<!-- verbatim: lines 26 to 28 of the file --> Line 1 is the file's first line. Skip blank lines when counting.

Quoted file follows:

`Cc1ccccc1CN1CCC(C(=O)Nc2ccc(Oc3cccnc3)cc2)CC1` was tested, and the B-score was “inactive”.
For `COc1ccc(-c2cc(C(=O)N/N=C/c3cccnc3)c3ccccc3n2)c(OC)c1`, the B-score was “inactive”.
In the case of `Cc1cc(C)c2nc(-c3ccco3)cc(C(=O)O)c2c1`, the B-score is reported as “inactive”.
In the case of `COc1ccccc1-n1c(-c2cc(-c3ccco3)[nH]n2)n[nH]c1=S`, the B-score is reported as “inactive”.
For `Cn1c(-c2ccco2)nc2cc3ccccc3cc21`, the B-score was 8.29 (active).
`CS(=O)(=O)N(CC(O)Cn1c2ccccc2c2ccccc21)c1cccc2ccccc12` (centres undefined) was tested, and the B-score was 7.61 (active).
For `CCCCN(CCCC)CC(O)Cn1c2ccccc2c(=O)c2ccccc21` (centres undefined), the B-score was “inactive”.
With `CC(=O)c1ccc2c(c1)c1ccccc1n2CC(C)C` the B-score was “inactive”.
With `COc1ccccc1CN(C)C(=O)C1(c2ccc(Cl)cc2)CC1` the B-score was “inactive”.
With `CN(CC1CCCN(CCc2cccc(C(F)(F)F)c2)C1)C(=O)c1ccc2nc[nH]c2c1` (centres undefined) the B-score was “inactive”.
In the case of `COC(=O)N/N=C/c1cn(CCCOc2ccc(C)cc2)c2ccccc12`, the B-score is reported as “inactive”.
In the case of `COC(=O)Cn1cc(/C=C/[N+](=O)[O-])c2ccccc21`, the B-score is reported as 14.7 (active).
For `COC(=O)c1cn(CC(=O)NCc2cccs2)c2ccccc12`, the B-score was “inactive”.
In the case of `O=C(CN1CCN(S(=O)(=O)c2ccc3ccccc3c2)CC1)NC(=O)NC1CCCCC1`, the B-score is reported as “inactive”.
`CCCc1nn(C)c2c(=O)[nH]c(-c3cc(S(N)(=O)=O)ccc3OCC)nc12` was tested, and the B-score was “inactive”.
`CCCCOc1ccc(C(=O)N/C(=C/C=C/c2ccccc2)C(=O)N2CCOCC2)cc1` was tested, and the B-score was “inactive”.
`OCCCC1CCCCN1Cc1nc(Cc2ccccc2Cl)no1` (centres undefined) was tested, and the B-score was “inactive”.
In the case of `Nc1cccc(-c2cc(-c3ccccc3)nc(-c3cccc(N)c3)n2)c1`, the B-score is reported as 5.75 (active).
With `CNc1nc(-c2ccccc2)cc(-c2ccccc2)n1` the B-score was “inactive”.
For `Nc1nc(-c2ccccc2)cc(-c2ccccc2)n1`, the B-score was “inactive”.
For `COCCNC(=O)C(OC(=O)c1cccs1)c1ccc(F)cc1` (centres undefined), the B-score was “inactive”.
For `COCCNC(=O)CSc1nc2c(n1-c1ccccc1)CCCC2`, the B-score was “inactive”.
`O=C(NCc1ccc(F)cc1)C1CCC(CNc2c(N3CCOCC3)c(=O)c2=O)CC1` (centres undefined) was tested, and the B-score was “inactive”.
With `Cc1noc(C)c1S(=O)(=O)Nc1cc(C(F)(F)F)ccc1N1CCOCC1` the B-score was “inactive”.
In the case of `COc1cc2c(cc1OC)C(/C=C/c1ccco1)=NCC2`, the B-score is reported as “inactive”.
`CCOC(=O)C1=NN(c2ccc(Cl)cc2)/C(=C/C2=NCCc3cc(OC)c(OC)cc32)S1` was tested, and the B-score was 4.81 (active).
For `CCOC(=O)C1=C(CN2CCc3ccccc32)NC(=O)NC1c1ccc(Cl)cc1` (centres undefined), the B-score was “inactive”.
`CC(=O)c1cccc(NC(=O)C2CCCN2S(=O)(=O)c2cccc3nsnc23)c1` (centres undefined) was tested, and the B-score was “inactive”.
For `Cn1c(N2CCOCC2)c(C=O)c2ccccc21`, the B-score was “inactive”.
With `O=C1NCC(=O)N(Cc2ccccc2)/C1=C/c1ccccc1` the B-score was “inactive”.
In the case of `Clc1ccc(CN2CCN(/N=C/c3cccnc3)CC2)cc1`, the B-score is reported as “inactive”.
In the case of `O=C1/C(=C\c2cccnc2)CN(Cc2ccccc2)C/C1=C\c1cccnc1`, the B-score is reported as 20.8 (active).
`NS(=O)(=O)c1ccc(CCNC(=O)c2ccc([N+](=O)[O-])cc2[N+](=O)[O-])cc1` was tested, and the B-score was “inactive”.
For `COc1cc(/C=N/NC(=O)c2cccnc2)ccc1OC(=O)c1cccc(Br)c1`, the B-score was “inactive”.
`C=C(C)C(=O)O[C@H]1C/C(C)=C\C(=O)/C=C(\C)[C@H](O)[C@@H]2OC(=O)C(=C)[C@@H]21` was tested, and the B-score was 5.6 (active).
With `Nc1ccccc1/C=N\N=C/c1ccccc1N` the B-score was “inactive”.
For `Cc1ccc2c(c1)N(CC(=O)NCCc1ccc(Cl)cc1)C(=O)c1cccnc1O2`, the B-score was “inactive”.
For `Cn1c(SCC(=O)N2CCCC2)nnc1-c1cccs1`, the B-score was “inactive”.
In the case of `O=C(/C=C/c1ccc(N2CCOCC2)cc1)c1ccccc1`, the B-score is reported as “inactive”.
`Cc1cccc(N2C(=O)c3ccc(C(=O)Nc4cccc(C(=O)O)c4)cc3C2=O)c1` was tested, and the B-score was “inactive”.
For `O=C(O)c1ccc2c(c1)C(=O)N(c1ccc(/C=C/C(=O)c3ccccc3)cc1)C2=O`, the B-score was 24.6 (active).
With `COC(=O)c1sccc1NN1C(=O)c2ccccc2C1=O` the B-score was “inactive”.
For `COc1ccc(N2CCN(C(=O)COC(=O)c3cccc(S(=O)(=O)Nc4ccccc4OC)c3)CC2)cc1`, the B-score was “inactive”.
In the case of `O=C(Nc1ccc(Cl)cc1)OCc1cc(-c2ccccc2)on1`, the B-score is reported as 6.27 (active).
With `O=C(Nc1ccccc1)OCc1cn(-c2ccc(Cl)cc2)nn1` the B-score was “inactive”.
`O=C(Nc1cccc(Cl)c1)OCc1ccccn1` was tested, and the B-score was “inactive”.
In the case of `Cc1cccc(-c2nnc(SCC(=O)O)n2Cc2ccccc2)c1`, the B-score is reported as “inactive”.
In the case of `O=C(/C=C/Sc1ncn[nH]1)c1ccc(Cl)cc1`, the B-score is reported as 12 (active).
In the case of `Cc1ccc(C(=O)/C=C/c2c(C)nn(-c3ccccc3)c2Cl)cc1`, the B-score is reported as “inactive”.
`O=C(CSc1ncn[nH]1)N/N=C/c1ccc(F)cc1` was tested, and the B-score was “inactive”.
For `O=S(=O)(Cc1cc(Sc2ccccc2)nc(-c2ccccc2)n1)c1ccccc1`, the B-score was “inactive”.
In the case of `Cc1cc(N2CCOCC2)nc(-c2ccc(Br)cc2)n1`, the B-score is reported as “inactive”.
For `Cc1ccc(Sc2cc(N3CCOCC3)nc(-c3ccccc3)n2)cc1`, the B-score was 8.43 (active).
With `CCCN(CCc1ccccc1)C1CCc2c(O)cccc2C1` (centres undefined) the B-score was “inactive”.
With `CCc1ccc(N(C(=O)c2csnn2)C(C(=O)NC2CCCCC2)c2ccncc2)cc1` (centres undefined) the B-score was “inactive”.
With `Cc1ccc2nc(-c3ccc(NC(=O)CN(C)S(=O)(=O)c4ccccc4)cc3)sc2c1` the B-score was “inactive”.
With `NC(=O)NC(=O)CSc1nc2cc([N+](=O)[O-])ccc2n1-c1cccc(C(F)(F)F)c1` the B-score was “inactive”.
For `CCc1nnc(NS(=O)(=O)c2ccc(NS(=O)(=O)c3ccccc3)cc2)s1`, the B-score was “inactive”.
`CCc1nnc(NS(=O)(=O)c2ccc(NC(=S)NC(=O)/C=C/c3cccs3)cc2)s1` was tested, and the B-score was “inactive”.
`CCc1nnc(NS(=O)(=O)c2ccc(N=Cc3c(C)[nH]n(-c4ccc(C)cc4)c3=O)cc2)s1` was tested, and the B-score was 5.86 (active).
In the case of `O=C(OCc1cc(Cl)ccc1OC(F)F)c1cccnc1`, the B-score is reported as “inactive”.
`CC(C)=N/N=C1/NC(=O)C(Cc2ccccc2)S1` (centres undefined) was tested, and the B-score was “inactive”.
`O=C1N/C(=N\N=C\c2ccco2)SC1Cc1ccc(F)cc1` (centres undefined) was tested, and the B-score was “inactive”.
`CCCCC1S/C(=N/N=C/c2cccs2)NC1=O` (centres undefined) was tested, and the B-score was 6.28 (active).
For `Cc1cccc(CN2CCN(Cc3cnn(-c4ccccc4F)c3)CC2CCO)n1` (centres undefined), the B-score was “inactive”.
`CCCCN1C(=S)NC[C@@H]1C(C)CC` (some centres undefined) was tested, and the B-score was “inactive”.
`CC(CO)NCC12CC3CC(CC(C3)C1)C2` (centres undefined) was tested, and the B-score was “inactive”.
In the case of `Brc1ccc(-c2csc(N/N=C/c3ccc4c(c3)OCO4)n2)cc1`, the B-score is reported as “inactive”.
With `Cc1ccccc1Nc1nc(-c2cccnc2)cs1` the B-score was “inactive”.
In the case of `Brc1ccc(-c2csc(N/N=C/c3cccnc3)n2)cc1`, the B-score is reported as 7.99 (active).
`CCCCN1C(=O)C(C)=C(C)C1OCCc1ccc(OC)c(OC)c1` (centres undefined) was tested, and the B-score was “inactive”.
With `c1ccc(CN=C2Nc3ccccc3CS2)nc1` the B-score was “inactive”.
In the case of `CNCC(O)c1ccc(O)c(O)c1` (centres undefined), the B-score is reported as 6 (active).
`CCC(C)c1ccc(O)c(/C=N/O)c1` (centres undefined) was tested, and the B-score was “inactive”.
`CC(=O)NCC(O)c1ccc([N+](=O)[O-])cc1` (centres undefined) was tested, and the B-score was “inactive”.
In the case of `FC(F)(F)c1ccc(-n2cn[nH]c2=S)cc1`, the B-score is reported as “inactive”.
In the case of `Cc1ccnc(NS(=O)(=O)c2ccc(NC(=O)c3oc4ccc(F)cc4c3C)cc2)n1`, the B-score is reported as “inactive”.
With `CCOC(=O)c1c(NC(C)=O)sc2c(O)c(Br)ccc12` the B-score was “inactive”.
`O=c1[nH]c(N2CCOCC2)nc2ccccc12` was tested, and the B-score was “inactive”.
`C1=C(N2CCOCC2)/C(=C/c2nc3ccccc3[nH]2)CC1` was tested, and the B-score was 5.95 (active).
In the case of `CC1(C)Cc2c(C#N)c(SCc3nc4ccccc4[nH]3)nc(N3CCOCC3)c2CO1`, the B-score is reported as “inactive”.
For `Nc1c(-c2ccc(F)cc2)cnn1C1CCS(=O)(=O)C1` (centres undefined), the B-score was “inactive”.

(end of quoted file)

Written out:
`CCOC(=O)C1=NN(c2ccc(Cl)cc2)/C(=C/C2=NCCc3cc(OC)c(OC)cc32)S1` was tested, and the B-score was 4.81 (active).
For `CCOC(=O)C1=C(CN2CCc3ccccc32)NC(=O)NC1c1ccc(Cl)cc1` (centres undefined), the B-score was “inactive”.
`CC(=O)c1cccc(NC(=O)C2CCCN2S(=O)(=O)c2cccc3nsnc23)c1` (centres undefined) was tested, and the B-score was “inactive”.